Beat an Overheating tuned engine

"Keep cool!"

Tuned engines and cars driven hard may experience issues with overheating.

An engine that runs too hot is prone to failure, often the gaskets are the first things to go.


As engine temperatures build up they tend to run away and if you can't keep them under control they quickly rise to critical levels.

For short bursts of power extra cooling is not usually required. For track days and heavily tuned cars you will need to address engine cooling.

Minor modifications like remapping or intake and exhaust mods shouldn't require any changes to the cooling system.

If the engine is running hot it is more likely to be either a coolant blockage, faulty thermostat, failing water pump or incorrect ignition timing or another mechanical fault, rather than something you need to correct through modification.

So before you look at adding cooling measures make sure your standard system is working correctly and as you would expect for the conditions it is operating under. Under light load a fairly standard engine should not overheat.


Major mods resulting in a fair increase in BHP may require additional cooling, but only to deal with the extra heat generated when using this extra power.

If you don't use it for long periods you may not need to do anything as standard systems have a fair amount of spare capacity. 

It is highly unlikely that wrapping the exhaust will have much effect on internal engine temperatures.

It does help to keep the heat inside the exhaust and lowers the engine bay temperatures a little.  

Ways to improve cooling:

Oil selection can make a big difference. If you compare the cheapest low grade brand available with the highest quality synthetic of the same grade you will notice a difference in engine temperatures.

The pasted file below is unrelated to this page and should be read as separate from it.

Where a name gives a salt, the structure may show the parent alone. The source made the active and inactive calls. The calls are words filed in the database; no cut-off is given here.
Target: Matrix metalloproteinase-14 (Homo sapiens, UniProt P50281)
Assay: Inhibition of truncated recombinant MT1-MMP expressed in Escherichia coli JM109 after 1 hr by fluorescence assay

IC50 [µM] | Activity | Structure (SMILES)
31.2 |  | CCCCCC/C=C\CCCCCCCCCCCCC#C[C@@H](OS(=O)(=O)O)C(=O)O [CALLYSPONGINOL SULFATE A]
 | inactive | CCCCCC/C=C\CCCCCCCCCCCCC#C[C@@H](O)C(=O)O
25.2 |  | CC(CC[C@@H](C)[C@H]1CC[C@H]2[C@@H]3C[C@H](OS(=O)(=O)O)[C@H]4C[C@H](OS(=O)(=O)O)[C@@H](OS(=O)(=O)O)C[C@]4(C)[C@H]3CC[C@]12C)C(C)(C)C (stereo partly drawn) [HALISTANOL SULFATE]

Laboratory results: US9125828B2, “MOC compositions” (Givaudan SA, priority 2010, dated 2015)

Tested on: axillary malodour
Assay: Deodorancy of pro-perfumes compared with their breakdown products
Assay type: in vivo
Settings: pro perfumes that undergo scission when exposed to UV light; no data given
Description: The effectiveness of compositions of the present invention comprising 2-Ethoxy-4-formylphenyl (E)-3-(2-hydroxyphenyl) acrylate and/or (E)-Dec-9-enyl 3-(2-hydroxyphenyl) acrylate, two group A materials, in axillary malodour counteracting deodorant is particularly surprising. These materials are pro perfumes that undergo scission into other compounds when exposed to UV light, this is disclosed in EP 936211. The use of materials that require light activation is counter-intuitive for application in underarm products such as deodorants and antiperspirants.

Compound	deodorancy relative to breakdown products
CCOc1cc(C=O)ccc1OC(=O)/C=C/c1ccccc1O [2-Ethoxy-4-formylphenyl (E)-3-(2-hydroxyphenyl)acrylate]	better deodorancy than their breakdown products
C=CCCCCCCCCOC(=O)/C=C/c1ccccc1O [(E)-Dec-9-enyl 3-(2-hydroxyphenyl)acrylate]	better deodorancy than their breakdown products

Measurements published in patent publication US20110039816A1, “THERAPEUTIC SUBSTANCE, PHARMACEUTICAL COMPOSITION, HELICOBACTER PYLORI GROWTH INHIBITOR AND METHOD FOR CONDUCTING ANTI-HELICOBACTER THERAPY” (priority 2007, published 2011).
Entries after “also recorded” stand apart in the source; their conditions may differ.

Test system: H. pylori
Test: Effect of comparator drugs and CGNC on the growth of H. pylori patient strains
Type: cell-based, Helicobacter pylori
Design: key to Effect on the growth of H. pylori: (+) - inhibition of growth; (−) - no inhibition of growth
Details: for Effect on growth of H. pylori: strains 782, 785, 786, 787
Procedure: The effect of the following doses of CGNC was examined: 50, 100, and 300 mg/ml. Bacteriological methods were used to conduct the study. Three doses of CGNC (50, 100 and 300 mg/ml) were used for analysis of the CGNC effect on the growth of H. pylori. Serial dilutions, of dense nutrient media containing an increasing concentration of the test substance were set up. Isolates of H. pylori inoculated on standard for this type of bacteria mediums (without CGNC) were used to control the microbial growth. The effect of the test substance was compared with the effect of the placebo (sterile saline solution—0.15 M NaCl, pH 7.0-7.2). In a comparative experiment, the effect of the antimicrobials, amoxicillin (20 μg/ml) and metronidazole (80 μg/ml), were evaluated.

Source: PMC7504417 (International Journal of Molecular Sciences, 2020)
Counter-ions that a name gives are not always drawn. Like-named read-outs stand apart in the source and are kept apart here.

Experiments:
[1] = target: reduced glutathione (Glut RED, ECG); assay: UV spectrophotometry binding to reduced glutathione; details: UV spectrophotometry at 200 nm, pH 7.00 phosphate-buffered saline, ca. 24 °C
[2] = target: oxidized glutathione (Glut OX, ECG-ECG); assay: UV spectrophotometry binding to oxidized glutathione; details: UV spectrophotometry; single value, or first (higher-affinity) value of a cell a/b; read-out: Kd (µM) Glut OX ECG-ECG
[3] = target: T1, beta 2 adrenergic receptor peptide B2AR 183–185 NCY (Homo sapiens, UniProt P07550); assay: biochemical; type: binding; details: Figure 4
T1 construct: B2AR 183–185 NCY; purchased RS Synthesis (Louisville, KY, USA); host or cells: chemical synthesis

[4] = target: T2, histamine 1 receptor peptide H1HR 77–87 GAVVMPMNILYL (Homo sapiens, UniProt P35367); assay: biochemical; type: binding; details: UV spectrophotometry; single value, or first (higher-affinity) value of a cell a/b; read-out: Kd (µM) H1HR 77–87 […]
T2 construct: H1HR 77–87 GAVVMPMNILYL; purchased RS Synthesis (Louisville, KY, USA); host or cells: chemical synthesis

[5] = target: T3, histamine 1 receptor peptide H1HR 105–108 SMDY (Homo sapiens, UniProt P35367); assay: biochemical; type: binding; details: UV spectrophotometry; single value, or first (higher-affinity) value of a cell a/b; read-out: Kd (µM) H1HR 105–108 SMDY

Synthetic oils maintain their properties for much longer than mineral oils so over time the difference between a quality oil and synthetic one get bigger.

Radiators and cooling system upgrades.

Change the standard radiator for a more efficient one. You can get dual or triple core radiators now so these make sensible upgrade choices. If you have modified the body of the car you need to ensure that enough of the front radiator is exposed to the air or it will not work effectively.

Don't overdo the glycol antifreeze. Straight water conducts 140% more heat than glycol, and 60% more heat than a 50/50 mix. There are also additives which greatly improve the thermal transfer properties of water and these can be beneficial in track cars, although some of these reportedly can cause corrosion of certain metals.

Make sure radiator hoses are not kinked or that they collapse when hot as this will impede the flow of coolant. This is best checked with the engine running.

An electric water pump can also increase the flow rate of coolant around the engine and will offer additional performance benefits.

oil-coolerAn oil cooler also makes sense if you are experiencing overheating.

All the oil is circulated through a radiator which lowers the oil temperatures and aids with engine cooling. You'll need to top up with slightly more oil now as the oil cooler will act as a store for the oil.

If not fitted with an electric fan, fit one if fitted then look to get a higher flowing one (fit this on the engine side of the radiator so it pulls cold air through the radiator). For a proper job, also fit a shroud around the fan to help pull air right through the radiator.

This improves efficiency and cooling as the fan pulls all of the air through the radiator rather then just that that is in front of the blades. Adding a lower temperature sensor to your fan circuit will force the fan to kick in sooner and help prevent heat build up.

Look at ways of improving the escape routes for hot air out of the engine bay (this isn't as easy as it first looks, as you need to know where the high and low pressure areas are in order to do it properly) Adding some vents to the top of the engine bay and at the sides of the arches can help reduce the engine bay temperatures and increase the rate of cold air flow around the engine.

Extreme cooling methods

Spraying nitrous or similar onto the radiator will dramatically cool it, but you will need to manage the delivery of coolant very carefully and will need to recharge the gas bottle or reservoir.

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